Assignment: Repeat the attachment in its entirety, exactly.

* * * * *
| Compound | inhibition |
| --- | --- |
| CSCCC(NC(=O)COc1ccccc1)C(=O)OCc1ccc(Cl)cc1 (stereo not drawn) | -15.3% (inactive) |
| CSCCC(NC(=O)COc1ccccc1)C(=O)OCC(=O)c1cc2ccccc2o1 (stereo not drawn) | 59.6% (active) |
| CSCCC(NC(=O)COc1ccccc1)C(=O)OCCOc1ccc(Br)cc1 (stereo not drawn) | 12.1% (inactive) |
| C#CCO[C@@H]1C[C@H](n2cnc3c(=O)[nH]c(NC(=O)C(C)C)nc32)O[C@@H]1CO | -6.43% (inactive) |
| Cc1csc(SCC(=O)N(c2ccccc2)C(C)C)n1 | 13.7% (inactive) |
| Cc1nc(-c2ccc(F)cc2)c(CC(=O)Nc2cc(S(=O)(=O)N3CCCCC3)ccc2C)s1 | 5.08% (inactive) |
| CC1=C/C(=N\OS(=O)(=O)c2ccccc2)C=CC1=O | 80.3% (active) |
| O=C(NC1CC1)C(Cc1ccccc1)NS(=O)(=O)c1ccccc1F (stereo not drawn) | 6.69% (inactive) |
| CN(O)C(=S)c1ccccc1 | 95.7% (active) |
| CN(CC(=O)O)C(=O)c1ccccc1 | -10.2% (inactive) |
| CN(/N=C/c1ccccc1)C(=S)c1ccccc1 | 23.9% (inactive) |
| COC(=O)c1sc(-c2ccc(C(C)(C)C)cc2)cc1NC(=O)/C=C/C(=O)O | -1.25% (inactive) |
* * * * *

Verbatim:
| Compound | inhibition |
| --- | --- |
| CSCCC(NC(=O)COc1ccccc1)C(=O)OCc1ccc(Cl)cc1 (stereo not drawn) | -15.3% (inactive) |
| CSCCC(NC(=O)COc1ccccc1)C(=O)OCC(=O)c1cc2ccccc2o1 (stereo not drawn) | 59.6% (active) |
| CSCCC(NC(=O)COc1ccccc1)C(=O)OCCOc1ccc(Br)cc1 (stereo not drawn) | 12.1% (inactive) |
| C#CCO[C@@H]1C[C@H](n2cnc3c(=O)[nH]c(NC(=O)C(C)C)nc32)O[C@@H]1CO | -6.43% (inactive) |
| Cc1csc(SCC(=O)N(c2ccccc2)C(C)C)n1 | 13.7% (inactive) |
| Cc1nc(-c2ccc(F)cc2)c(CC(=O)Nc2cc(S(=O)(=O)N3CCCCC3)ccc2C)s1 | 5.08% (inactive) |
| CC1=C/C(=N\OS(=O)(=O)c2ccccc2)C=CC1=O | 80.3% (active) |
| O=C(NC1CC1)C(Cc1ccccc1)NS(=O)(=O)c1ccccc1F (stereo not drawn) | 6.69% (inactive) |
| CN(O)C(=S)c1ccccc1 | 95.7% (active) |
| CN(CC(=O)O)C(=O)c1ccccc1 | -10.2% (inactive) |
| CN(/N=C/c1ccccc1)C(=S)c1ccccc1 | 23.9% (inactive) |
| COC(=O)c1sc(-c2ccc(C(C)(C)C)cc2)cc1NC(=O)/C=C/C(=O)O | -1.25% (inactive) |